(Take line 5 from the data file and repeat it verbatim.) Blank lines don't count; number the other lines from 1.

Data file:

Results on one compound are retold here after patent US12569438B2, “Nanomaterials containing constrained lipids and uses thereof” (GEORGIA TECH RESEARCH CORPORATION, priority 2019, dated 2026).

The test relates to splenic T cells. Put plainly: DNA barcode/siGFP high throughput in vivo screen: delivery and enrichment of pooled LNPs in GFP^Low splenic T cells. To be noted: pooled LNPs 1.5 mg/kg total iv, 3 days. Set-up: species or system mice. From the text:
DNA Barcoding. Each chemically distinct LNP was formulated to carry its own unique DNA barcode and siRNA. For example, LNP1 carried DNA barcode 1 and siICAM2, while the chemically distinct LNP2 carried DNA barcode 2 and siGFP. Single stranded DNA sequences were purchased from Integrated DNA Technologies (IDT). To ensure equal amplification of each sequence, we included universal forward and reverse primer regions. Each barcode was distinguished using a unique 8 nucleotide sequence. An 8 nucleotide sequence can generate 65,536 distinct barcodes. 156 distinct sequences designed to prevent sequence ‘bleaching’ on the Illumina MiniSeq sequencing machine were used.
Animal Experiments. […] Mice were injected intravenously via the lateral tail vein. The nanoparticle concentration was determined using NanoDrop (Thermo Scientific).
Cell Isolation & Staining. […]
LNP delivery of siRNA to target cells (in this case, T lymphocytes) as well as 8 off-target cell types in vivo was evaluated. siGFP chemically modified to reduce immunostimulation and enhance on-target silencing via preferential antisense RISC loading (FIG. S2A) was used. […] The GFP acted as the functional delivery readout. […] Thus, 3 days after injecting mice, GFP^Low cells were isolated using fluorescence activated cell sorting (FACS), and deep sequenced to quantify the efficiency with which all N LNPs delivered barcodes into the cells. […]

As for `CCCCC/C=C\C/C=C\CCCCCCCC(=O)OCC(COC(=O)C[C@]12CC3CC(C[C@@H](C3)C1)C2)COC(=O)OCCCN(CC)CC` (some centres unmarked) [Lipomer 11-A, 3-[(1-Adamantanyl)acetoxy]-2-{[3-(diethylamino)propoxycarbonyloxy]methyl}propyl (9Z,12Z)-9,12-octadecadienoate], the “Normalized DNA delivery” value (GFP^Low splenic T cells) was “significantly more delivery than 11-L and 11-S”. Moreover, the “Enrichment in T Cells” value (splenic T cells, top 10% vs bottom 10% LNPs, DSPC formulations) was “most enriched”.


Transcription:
Cell Isolation & Staining. […]